Some apartment-dwellers say they are starting to see changes in their monthly bills due to Gainesville Regional Utilities rate increases, but GRU attributes higher bills to customer usage.
The addition of the biomass plant, a new renewable generation source in Gainesville, is the primary cause of the rate increases that took effect Oct. 1.
Stephen Capsanes, a 21-year-old UF industrial engineering junior, said he and his roommates had to pay about $10 more for utilities than the previous month, although their utility usage had not changed.
Capsanes said he doesn’t agree that residents, especially students, should have to pay the increased rate.
“We have enough expenses already with classes and rent itself,” he said.
But a GRU spokeswoman, Kendall Litton Jensen, said apartment residents shouldn’t have seen a difference yet, and in fact, because of a lower fuel adjustment rate, gas and electric charges were lower this year for the month of October and November.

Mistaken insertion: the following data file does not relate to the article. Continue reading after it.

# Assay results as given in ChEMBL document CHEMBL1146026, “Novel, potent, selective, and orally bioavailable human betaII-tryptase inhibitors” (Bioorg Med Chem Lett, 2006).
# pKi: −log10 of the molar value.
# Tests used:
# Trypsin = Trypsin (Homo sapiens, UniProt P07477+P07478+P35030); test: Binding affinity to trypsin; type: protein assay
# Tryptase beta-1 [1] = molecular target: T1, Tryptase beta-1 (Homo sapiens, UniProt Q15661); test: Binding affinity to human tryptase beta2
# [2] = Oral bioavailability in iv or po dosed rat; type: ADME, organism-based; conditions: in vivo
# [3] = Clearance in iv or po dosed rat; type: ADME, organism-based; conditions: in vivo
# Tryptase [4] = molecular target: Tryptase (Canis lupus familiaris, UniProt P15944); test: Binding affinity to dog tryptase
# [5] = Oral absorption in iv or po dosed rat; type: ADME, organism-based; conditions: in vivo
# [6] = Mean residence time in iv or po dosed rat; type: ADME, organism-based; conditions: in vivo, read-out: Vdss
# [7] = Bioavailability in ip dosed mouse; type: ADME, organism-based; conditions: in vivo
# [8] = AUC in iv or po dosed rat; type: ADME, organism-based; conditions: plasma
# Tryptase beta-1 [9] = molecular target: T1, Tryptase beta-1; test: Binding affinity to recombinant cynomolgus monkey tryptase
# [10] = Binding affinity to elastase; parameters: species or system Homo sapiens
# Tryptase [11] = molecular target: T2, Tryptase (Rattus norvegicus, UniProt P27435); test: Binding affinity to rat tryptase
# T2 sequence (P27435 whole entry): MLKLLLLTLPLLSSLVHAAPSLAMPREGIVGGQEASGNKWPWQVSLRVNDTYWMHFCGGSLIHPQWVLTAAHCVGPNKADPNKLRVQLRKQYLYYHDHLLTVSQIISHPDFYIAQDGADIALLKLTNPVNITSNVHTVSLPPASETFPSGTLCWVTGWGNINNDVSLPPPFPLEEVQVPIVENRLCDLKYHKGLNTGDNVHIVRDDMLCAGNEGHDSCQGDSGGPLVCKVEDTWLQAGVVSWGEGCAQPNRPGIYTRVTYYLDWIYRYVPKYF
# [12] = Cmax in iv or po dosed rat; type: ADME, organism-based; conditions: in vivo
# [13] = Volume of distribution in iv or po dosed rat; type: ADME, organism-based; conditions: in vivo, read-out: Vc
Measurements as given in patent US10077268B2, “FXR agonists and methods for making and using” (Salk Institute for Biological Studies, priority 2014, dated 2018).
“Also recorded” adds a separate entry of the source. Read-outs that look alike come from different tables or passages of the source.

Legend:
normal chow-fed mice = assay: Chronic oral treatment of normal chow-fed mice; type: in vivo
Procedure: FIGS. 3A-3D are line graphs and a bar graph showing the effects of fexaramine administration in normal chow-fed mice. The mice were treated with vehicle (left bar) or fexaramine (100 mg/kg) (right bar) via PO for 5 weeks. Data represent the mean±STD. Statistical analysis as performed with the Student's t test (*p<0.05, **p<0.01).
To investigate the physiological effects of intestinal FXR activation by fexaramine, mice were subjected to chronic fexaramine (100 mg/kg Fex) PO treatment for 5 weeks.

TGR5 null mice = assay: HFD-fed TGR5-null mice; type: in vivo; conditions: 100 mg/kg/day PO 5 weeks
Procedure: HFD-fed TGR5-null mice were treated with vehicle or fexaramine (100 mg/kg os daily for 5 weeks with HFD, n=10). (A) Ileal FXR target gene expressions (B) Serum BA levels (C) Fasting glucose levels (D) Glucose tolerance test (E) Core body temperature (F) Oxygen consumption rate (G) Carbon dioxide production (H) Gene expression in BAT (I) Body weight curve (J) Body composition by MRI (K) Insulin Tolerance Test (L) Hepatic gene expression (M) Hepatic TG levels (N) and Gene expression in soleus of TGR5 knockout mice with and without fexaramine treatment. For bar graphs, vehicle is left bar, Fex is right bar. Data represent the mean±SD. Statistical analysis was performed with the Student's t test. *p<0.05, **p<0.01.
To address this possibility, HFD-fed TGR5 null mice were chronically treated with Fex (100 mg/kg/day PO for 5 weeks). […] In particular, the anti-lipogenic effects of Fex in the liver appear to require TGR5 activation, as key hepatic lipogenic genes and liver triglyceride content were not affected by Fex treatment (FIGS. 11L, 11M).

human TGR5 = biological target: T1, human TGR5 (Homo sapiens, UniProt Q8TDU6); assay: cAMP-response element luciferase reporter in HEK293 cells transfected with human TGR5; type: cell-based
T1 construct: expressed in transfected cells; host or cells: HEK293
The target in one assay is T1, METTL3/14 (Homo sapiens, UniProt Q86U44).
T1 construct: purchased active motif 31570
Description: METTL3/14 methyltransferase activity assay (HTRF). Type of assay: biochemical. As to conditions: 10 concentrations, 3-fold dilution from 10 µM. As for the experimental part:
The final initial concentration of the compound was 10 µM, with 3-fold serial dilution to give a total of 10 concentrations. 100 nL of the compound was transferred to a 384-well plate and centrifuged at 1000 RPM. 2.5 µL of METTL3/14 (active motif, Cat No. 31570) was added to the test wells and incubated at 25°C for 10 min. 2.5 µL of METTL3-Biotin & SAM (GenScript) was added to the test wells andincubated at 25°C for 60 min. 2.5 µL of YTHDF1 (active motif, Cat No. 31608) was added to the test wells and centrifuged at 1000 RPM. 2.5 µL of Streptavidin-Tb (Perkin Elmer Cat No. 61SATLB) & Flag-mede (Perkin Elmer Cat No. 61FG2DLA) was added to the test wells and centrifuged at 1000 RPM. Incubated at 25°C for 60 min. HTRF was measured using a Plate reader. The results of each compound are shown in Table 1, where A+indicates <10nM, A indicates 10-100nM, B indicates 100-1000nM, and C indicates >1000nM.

“Customers, like apartment residents, haven’t actually seen any impacts at this point,” she said. “They’ll probably start seeing it in their December billing.”
For October 2012, the total cost of 1,000 kilowatt hours of electricity was $127.67. As of October 2013, the rate was $124.15 — about $3 cheaper, she said.
Litton Jensen said water rates have already increased 10 cents, but she said the higher utility charges residents are seeing could simply be usage issues.
“The water charge did go up a little bit, but each apartment complex is structured differently in how they handle their utilities, so it’s hard to make the generic conclusion that (increased water rates) will apply to everyone,” she said.
Litton Jensen said some apartment complexes have begun emailing residents informing them their bills would go up because of the increase. But utilities caps most likely won’t change.
A manager for one local apartment complex acknowledged she is affected by the issue but could not comment at corporate management’s request.
Wendy Roth, a 22-year-old UF nursing junior, said the bill decrease from September to October was true for her. She would be disappointed if she noticed a future climb in her utility rates.
“If I started to see a significant increase in my bill, it would really suck,” she said.
A version of this story ran on page 1 on 11/5/2013 under the headline "Spike in utility bills not due to rate increase, GRU says"